Health Advisory: 2021-2022 Influenza Season For Kitsap Healthcare Providers

Actions Requested:


To aid testing and treatment decisions, healthcare providers must stay aware of current local, regional, and national influenza and SARS-CoV-2 activity.


  • Strongly recommend influenza immunization to everyone 6 months or older, except when influenza vaccine is contraindicated.
  • Immunize your patients against influenza or connect them with a pharmacy or healthcare provider who can.
  • Review influenza testing and treatment guidelines.
  • Be aware of vaccine updates in this season’s Prevention and Control of Influenza MMWR Vol. 70/No. 5 including:
    • The best time to vaccinate people is before influenza begins to circulate in the community, typically by the end of October. However, some people should get vaccine as soon as it is available:
      • Pregnant women in the third trimester. This allows ample time for immune response before influenza begins to circulate, giving women and their newborns the best chance of protection.
      • Children under 9 years of age who will need 2 doses at least 28 days apart. This ensures enough time for 2 doses before influenza begins to circulate.
  • Influenza vaccine may be given throughout influenza season, including into the Spring.
  • CDC clarified which vaccines are contraindicated and which may be used with precautions for people who have had allergic reactions to eggs or influenza vaccine. See Prevention and Control of Influenza MMWR Vol. 70/No. 5.
  • Influenza vaccine may be given at the same time as COVID-19 vaccine or separated by any number of days. If given at the same time, use separate anatomic sites.


  • Consider use of a combination RSV, COVID-19, Influenza A/B nasal swab test (PCR) during influenza seasons.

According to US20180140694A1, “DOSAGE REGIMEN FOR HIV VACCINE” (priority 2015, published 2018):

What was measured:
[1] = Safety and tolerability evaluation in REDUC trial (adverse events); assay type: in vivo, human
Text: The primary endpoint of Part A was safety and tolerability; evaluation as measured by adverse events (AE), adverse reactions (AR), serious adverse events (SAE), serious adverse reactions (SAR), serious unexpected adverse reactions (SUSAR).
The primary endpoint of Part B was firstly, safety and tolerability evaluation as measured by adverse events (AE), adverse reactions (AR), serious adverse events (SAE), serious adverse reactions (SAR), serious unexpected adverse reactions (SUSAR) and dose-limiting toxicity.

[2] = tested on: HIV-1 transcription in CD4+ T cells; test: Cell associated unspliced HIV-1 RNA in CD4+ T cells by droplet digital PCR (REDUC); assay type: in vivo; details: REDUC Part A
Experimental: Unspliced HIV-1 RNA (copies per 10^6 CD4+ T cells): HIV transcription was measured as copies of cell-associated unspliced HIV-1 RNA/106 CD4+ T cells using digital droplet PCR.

• Be aware of viral activity in the community to help guide decision making. Co-infections can occur and should be considered, particularly in hospitalized patients with severe respiratory illness.
  • Use molecular testing (i.e. PCR for influenza) for all hospitalized patients with influenza-like illness. Although rapid molecular testing at the point-of-care is becoming more available, it is often an immunoassay. These tests are useful for clinical decision-making; however, sensitivity for influenza is low, from 50-70%. Interpret results based on a person’s symptoms and influenza prevalence in the community.


  • Report the following to the Health Department at (360)728-2235:
    • Lab-confirmed influenza death in a person of any age (report within 3 days).
    • Patient suspected to have a novel influenza virus (report immediately).
    • Outbreak of influenza-like illness or lab-confirmed influenza in an institutional setting (e.g., long-term care facility) (report immediately).


Kitsap Public Health District tracks local influenza and RSV trends and reports them in our respiratory illness report. This report includes test data from Kitsap’s labs and hospital and hospital emergency room visit data. The report is released weekly during flu season (September through May).

  • Local influenza activity is increasing – We have 1 positive test (Type A) and increasing emergency room visits for influenza-like illness.
  • So far this year, RSV is much more common compared to the previous 4 years.
  • Emergency room visits for influenza-like illness during the week ending October 9th were slightly higher compared to the previous 3 years.
  • There have been no outbreaks of influenza (defined as 1 or more confirmed cases of flu) in long-term care facilities and no flu related deaths reported so far this flu season.


Kitsap Public Health

  1. Influenza Update Provider Page
  2. General Influenza Information

WA State Department of Health

  1. Weekly Influenza Update
  2. Influenza Reporting Requirements


  1. Algorithm to Assist in Medical Office Telephone Evaluation of Patients with Possible Influenza
  2. Testing Guidance for Clinicians when SARS-CoV-2 and Influenza Viruses are Co-circulating